CPG Trends 29 June 2023
A 5-Dimensional Framework to Drive Exponential Returns for CPG companies in Asia
How can companies drive growth in Asia? Introducing our Growth from Within thinking.
6 minute read
What is the situation for consumer packaged goods companies hoping to drive growth in Asia?
Asia is a highly complex region for the CPG industry, comprising of a range of individual markets – from developed to developing markets, across varied populations and demographics, different local laws and regulations, multiple languages, and cultural preferences – just to name a few factors! This highlights a clear lack of homogeneity across markets in this region, and in turn, demonstrates the substantial variability of revenue opportunity and profit margins across Asian markets.
Variability also exists across categories for those companies operating across multiple segments. As is often the case with large CPG companies and CPG brands, this comes as a result of competition, input costs (and rising input costs, as is a part of the post-pandemic world today), and supply chain factors impacting some categories differently to others. However, the options for growth, and therefore variance in opportunity is only increasing for companies.
As an example, the continued expansion of Ecommerce, including new forms of digital selling (Crossborder, Direct-To-Consumer, Social Commerce) across each CPG market further increases options for growth across categories. Each presents different revenue and growth potential, along with margin potential.
Combined, this emphasizes how regional performance can be understood as a ‘blended’ or combined performance of all opportunities versus ‘absolute.’ Performance can be understood as a reduction or increase from the current weighting to markets, channels, and product categories, rather than simply the underlying performance within each CPG market. In effect, there is a blurring of performance drivers. This blurring increases the likelihood of misallocating resources towards key performance drivers, ultimately causing sub-optimal performance or Return on Investment (ROI). For International and Global Management, this sub-optimal performance is magnified as the number of regions under supervision increases.
If addressed, regional growth can be increased, both short and long-term, through the better allocation of investment across markets, channels, and categories – arguably ‘Ultimate Value Creation’ when the total cost base is maintained or held constant. All of this is captured in Sevendots’ 5-Dimensions Framework, which will be explained. It is intended the primary beneficiaries of the 5-Dimensions Framework include International and Regional Business Owners, along with their Finance and Strategy Executives with ultimate responsibility for performance delivery.
Understanding ‘Growth from Within’: Opportunities for growth through clear frameworks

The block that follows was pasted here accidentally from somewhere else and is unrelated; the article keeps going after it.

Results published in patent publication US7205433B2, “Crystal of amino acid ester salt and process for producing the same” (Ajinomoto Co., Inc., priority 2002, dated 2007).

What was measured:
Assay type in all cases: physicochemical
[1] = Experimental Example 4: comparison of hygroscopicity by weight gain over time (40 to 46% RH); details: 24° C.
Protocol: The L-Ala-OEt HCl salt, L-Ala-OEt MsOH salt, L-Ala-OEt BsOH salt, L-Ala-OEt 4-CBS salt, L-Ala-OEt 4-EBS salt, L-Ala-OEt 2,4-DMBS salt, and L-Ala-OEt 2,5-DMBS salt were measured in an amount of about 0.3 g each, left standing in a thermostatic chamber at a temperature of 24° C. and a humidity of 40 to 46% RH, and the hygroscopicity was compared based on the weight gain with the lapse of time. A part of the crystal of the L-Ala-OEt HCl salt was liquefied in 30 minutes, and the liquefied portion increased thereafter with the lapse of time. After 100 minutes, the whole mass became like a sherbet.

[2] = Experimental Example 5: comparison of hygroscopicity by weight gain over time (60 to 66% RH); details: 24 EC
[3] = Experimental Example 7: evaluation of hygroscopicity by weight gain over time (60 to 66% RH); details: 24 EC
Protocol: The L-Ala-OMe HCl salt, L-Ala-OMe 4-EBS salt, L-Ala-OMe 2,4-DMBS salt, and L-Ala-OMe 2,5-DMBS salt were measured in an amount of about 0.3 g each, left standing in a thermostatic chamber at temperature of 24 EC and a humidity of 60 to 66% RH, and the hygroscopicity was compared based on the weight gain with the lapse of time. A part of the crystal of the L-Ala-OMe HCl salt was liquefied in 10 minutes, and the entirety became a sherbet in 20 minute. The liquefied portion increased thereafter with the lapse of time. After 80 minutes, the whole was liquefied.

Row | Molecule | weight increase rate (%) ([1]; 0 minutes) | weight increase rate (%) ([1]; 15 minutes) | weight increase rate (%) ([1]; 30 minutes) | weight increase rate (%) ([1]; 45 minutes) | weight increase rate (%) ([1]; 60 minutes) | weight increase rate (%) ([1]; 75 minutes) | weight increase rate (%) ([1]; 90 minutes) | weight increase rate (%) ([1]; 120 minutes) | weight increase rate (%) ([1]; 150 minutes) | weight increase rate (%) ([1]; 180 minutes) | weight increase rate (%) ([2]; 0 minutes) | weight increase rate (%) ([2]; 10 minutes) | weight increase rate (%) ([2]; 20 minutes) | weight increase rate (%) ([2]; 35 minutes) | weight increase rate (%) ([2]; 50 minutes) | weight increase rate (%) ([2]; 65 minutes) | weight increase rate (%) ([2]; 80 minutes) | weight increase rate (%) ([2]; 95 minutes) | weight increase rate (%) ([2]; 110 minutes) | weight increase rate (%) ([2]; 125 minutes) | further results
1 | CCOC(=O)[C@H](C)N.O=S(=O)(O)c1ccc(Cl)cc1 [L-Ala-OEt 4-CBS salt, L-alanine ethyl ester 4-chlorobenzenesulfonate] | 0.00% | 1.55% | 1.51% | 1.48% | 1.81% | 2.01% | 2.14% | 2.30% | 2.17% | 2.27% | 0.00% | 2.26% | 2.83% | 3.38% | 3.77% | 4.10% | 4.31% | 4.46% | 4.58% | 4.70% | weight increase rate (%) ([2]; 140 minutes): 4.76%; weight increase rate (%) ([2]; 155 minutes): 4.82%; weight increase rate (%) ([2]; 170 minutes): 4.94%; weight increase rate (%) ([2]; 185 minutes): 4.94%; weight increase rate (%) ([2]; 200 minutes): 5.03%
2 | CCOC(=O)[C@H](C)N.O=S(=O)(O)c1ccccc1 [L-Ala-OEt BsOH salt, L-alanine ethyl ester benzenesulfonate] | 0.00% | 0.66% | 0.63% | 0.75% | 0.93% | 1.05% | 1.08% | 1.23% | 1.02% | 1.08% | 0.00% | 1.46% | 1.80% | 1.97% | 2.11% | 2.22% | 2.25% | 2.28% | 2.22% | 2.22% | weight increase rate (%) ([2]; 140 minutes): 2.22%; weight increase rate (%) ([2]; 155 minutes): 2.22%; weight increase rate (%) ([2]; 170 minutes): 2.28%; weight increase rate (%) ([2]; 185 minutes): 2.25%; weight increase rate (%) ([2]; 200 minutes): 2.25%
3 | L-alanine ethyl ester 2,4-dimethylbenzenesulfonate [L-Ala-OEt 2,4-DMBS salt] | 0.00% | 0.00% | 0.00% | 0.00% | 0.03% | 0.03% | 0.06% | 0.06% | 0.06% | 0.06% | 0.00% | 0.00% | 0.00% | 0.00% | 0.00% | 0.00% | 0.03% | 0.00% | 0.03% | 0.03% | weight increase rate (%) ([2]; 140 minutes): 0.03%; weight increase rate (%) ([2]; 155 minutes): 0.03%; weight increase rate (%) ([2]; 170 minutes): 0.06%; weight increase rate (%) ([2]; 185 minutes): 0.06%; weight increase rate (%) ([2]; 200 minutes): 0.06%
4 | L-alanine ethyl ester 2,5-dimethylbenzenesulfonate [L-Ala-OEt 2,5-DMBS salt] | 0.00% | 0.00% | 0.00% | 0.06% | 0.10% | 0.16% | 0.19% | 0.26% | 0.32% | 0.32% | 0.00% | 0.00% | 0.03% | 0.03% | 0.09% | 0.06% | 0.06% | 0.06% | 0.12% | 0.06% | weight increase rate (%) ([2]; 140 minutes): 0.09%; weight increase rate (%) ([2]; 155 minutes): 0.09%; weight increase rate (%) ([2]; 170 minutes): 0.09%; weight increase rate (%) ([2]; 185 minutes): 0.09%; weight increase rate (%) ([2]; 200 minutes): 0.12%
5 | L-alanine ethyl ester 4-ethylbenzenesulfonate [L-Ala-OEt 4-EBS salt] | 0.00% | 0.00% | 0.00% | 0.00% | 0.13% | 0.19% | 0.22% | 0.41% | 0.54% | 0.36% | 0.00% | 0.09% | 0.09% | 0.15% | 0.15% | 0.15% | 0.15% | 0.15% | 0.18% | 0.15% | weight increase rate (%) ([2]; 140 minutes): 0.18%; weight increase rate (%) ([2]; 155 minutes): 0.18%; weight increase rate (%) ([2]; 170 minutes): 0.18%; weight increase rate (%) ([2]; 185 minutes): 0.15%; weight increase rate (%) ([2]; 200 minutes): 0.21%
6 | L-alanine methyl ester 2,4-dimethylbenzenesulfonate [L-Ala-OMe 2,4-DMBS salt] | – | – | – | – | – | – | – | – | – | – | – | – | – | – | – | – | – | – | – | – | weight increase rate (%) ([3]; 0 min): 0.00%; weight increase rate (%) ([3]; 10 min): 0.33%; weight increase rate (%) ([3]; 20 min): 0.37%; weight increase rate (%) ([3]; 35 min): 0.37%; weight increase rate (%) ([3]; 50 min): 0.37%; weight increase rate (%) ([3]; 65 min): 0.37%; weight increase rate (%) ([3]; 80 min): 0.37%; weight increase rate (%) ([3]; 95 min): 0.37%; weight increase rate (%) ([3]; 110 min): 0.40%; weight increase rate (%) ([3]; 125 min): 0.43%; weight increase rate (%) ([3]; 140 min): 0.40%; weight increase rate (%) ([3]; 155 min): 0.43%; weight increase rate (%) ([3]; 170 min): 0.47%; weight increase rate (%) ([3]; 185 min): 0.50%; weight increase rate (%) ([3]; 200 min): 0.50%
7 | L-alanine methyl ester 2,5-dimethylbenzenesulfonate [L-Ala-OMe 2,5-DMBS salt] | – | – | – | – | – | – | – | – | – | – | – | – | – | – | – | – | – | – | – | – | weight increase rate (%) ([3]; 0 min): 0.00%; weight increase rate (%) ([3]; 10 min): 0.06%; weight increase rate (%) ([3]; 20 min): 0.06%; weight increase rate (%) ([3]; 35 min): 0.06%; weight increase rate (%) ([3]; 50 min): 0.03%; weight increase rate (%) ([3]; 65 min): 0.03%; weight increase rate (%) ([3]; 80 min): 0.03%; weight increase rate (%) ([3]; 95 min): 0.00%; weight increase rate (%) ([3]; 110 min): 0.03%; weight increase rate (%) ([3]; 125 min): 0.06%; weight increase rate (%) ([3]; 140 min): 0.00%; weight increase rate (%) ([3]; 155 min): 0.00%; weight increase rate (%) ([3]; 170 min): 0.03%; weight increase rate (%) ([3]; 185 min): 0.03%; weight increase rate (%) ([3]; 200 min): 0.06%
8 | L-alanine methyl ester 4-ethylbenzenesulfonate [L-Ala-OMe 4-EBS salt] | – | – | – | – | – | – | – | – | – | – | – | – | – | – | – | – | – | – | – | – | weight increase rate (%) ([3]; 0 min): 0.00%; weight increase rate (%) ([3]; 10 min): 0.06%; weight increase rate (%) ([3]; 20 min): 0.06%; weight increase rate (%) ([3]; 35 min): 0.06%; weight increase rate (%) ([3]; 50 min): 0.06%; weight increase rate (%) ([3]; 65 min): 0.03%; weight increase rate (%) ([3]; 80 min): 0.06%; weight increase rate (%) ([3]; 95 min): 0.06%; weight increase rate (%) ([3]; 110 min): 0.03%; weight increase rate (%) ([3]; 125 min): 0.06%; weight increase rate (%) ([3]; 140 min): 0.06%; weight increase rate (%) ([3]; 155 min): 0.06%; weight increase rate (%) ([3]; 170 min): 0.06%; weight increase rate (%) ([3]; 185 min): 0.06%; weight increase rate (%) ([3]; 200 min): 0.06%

For CPG companies, the solution lies in establishing a framework to clearly (and simply) establish the greatest ‘Available’ and ‘Potential’ Margin opportunities across the various options in a region. Specifically, the ability to determine the revenue and margin headroom for growth in individual markets and channels by category both today (‘Available Margin’) and in the future, along with the revenue and margin opportunity across individual markets and channels in the future (‘Potential Margin’).
Once identified, this is about allocating Operating Investment (Marketing, Overheads) against ‘Where to Win’ opportunities, in large (or larger) Available and Potential Margin areas instead of lower areas, while holding the total cost base constant. This is ‘Ultimate Value Creation.’ Recognising the approach, an optimization framework enabling management to measure and track the current and future opportunities is key to maintaining and driving future performance optimization clearly and consistently.
In some regards, ‘Growth from Within’ takes on the principles of ‘Zero-Based Budgeting’. But in this instance, the approach requires the business to first identify the correct growth priorities, and then allocate costs to support. This is because, in practise, not enough investment may be available to support all Available and Potential ‘Where to Win’ areas, and therefore prioritization will ensure improvement of current investment performance to self-funding stronger growth in future.
An example of the framework in action with Self-Funded Growth
To illustrate the benefit, assume a 5% market share (Category size: $1bn) improvement is believed possible in China. If current, market share is 10%, this implies revenue of $100m, with the goal to increase market share to to 15% (an additional $50m revenue). Let’s assume the China Contribution Margin is 40%.
Let’s also assume the ‘How to Win’ is identified by increasing marketing investment, and so aiming to increase marketing investment by 30% from the current $15m to achieve this market share growth. Resulting in an incremental marketing investment of $5m, $20m. This will result in an additional $20m in Contribution Margin from China, and therefore the region ($220m ‘vs’ $200m) from the incremental $5m China marketing investment.